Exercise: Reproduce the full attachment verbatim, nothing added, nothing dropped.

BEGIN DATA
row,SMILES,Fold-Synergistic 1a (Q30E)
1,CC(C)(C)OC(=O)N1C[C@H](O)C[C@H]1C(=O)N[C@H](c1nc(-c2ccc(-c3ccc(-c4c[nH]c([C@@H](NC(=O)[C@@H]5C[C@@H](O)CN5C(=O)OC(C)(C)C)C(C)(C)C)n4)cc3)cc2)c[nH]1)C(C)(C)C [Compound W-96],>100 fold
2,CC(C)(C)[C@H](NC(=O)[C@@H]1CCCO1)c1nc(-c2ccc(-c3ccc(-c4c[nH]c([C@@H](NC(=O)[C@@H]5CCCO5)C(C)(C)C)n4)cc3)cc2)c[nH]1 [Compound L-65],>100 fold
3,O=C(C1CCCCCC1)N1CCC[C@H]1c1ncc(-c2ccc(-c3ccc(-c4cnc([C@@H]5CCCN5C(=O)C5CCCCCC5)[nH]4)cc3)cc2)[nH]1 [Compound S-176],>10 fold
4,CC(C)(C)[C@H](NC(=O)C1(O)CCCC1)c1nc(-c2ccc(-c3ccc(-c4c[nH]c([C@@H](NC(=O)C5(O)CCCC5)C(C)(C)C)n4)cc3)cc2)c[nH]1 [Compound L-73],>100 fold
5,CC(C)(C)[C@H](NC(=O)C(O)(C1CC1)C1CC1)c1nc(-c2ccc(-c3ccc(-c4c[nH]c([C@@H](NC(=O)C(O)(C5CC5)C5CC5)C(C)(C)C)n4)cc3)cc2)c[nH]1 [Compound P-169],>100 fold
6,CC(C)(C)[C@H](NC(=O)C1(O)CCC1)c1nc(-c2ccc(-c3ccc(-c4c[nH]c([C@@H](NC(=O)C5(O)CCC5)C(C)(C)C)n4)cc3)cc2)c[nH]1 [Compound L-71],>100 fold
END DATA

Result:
row,SMILES,Fold-Synergistic 1a (Q30E)
1,CC(C)(C)OC(=O)N1C[C@H](O)C[C@H]1C(=O)N[C@H](c1nc(-c2ccc(-c3ccc(-c4c[nH]c([C@@H](NC(=O)[C@@H]5C[C@@H](O)CN5C(=O)OC(C)(C)C)C(C)(C)C)n4)cc3)cc2)c[nH]1)C(C)(C)C [Compound W-96],>100 fold
2,CC(C)(C)[C@H](NC(=O)[C@@H]1CCCO1)c1nc(-c2ccc(-c3ccc(-c4c[nH]c([C@@H](NC(=O)[C@@H]5CCCO5)C(C)(C)C)n4)cc3)cc2)c[nH]1 [Compound L-65],>100 fold
3,O=C(C1CCCCCC1)N1CCC[C@H]1c1ncc(-c2ccc(-c3ccc(-c4cnc([C@@H]5CCCN5C(=O)C5CCCCCC5)[nH]4)cc3)cc2)[nH]1 [Compound S-176],>10 fold
4,CC(C)(C)[C@H](NC(=O)C1(O)CCCC1)c1nc(-c2ccc(-c3ccc(-c4c[nH]c([C@@H](NC(=O)C5(O)CCCC5)C(C)(C)C)n4)cc3)cc2)c[nH]1 [Compound L-73],>100 fold
5,CC(C)(C)[C@H](NC(=O)C(O)(C1CC1)C1CC1)c1nc(-c2ccc(-c3ccc(-c4c[nH]c([C@@H](NC(=O)C(O)(C5CC5)C5CC5)C(C)(C)C)n4)cc3)cc2)c[nH]1 [Compound P-169],>100 fold
6,CC(C)(C)[C@H](NC(=O)C1(O)CCC1)c1nc(-c2ccc(-c3ccc(-c4c[nH]c([C@@H](NC(=O)C5(O)CCC5)C(C)(C)C)n4)cc3)cc2)c[nH]1 [Compound L-71],>100 fold